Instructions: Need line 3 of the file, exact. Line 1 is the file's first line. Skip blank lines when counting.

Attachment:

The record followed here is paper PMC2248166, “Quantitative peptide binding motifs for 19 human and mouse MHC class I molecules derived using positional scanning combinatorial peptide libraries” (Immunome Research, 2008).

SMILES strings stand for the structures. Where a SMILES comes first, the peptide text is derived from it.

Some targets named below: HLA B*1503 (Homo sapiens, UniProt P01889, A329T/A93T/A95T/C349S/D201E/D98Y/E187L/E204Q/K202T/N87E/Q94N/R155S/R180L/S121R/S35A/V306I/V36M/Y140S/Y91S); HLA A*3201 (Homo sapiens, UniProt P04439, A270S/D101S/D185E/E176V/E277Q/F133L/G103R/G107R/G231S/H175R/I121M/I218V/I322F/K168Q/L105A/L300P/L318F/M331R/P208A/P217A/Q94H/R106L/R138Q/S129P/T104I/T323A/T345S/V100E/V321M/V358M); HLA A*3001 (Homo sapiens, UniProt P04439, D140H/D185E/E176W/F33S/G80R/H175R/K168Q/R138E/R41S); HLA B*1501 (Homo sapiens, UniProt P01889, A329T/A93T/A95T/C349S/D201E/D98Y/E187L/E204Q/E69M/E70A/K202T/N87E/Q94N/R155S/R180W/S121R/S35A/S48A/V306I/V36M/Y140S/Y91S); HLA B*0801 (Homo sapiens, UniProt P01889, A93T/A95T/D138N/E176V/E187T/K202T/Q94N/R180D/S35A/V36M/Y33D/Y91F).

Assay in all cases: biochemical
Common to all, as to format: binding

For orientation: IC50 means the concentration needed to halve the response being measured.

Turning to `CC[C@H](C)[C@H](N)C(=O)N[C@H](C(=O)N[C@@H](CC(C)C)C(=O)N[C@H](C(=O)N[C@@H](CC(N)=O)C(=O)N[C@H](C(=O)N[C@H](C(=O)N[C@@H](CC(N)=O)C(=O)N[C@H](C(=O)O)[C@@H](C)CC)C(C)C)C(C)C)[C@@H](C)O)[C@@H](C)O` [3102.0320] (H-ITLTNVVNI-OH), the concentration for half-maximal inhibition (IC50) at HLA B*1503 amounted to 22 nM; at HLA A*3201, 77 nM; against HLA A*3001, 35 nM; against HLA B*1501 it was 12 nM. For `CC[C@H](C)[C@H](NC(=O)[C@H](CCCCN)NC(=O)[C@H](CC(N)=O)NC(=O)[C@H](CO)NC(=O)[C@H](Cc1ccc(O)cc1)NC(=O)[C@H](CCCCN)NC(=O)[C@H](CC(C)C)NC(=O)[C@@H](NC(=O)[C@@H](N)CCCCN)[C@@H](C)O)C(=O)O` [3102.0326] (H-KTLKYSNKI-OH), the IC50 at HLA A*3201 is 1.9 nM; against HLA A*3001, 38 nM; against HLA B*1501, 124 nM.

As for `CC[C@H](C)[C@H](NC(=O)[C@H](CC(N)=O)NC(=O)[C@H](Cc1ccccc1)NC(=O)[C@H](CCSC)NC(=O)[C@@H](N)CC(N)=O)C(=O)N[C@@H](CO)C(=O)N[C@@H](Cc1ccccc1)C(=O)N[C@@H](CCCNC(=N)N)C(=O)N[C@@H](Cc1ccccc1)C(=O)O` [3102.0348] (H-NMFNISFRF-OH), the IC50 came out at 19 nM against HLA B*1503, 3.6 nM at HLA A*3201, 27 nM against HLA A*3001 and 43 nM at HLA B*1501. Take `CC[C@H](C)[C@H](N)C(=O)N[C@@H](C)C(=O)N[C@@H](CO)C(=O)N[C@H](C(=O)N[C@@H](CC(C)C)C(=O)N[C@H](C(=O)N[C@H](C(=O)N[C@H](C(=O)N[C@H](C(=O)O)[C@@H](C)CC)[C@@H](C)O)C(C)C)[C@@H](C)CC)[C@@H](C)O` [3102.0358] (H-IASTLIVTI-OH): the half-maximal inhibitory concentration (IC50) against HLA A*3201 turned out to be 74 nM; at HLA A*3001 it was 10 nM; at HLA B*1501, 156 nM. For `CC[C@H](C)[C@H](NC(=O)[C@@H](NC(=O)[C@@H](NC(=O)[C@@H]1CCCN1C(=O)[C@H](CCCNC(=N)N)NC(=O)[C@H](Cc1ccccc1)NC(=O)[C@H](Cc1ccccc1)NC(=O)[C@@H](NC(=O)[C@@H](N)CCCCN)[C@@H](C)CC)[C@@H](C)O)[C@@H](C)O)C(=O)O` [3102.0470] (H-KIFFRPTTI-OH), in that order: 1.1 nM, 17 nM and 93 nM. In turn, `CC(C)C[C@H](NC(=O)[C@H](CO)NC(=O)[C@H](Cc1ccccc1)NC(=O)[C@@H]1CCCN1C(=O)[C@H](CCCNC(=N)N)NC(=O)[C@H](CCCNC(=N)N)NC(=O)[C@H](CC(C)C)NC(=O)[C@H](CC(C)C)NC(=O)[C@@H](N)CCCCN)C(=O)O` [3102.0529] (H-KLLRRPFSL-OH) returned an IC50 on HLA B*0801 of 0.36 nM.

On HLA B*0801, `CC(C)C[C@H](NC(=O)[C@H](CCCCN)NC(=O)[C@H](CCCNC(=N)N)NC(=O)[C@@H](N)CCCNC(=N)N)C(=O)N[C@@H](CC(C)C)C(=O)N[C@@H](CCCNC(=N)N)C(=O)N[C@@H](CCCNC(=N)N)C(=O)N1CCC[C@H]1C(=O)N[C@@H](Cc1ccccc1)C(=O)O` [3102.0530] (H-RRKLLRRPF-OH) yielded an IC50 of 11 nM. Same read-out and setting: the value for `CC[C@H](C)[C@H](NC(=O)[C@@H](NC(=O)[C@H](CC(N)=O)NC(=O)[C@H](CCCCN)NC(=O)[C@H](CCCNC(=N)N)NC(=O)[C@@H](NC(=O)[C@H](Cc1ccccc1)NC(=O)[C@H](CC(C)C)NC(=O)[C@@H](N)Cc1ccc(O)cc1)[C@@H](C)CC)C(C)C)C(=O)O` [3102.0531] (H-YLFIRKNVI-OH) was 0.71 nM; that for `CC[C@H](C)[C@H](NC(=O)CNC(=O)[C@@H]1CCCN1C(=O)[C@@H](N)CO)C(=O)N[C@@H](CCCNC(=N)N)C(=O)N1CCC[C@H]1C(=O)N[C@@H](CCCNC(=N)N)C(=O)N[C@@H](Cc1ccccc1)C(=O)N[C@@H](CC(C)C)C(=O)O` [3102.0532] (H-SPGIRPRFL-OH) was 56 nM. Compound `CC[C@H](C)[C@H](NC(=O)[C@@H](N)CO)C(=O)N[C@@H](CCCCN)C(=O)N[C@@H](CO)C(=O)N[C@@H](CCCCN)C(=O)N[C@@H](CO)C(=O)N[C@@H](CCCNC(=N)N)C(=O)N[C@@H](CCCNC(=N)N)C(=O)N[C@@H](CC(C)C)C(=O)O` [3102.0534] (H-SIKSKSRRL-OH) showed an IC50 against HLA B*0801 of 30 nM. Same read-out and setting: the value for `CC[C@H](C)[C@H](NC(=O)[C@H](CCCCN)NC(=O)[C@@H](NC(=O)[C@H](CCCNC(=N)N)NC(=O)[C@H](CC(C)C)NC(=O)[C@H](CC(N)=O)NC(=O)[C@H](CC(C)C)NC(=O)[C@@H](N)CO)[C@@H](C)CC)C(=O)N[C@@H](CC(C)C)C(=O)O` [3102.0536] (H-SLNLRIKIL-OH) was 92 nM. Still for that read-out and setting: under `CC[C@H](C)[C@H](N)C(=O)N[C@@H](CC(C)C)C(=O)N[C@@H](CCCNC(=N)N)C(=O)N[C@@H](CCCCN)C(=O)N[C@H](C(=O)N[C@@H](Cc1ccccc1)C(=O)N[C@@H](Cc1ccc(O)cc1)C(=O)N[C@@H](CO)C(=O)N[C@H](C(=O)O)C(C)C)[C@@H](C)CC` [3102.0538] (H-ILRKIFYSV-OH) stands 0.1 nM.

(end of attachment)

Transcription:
Some targets named below: HLA B*1503 (Homo sapiens, UniProt P01889, A329T/A93T/A95T/C349S/D201E/D98Y/E187L/E204Q/K202T/N87E/Q94N/R155S/R180L/S121R/S35A/V306I/V36M/Y140S/Y91S); HLA A*3201 (Homo sapiens, UniProt P04439, A270S/D101S/D185E/E176V/E277Q/F133L/G103R/G107R/G231S/H175R/I121M/I218V/I322F/K168Q/L105A/L300P/L318F/M331R/P208A/P217A/Q94H/R106L/R138Q/S129P/T104I/T323A/T345S/V100E/V321M/V358M); HLA A*3001 (Homo sapiens, UniProt P04439, D140H/D185E/E176W/F33S/G80R/H175R/K168Q/R138E/R41S); HLA B*1501 (Homo sapiens, UniProt P01889, A329T/A93T/A95T/C349S/D201E/D98Y/E187L/E204Q/E69M/E70A/K202T/N87E/Q94N/R155S/R180W/S121R/S35A/S48A/V306I/V36M/Y140S/Y91S); HLA B*0801 (Homo sapiens, UniProt P01889, A93T/A95T/D138N/E176V/E187T/K202T/Q94N/R180D/S35A/V36M/Y33D/Y91F).